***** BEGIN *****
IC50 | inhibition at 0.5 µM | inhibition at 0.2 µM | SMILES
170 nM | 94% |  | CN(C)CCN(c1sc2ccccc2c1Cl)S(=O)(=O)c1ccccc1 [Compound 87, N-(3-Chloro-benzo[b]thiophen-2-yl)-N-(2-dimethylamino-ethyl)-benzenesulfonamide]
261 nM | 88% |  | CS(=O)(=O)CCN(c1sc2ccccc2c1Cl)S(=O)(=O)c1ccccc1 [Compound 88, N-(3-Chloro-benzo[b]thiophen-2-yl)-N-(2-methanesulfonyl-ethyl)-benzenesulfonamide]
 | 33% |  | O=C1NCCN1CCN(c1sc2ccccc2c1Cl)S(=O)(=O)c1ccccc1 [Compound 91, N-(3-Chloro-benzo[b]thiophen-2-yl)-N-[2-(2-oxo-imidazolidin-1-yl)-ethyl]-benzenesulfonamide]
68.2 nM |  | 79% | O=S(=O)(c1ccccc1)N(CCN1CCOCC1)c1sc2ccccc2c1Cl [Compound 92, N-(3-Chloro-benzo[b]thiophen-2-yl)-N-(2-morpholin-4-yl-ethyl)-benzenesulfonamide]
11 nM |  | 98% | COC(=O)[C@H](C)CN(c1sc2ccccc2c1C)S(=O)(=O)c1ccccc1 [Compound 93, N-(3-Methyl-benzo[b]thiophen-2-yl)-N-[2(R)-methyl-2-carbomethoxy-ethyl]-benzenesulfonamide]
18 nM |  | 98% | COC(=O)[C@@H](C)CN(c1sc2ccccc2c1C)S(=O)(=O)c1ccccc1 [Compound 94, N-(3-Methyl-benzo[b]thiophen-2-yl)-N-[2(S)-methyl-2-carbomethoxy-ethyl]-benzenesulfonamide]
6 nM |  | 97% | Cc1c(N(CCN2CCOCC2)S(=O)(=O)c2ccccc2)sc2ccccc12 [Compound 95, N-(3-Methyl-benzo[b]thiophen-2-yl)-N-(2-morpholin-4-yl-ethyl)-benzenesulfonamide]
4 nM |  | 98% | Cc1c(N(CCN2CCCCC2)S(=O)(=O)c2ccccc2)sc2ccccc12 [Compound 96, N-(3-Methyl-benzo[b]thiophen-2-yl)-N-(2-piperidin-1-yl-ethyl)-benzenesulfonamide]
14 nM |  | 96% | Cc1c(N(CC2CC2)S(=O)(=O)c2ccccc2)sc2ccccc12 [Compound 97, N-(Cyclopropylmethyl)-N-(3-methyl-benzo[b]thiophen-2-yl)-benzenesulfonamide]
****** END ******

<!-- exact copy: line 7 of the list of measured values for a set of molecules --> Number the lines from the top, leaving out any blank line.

18 nM |  | 98% | COC(=O)[C@@H](C)CN(c1sc2ccccc2c1C)S(=O)(=O)c1ccccc1 [Compound 94, N-(3-Methyl-benzo[b]thiophen-2-yl)-N-[2(S)-methyl-2-carbomethoxy-ethyl]-benzenesulfonamide]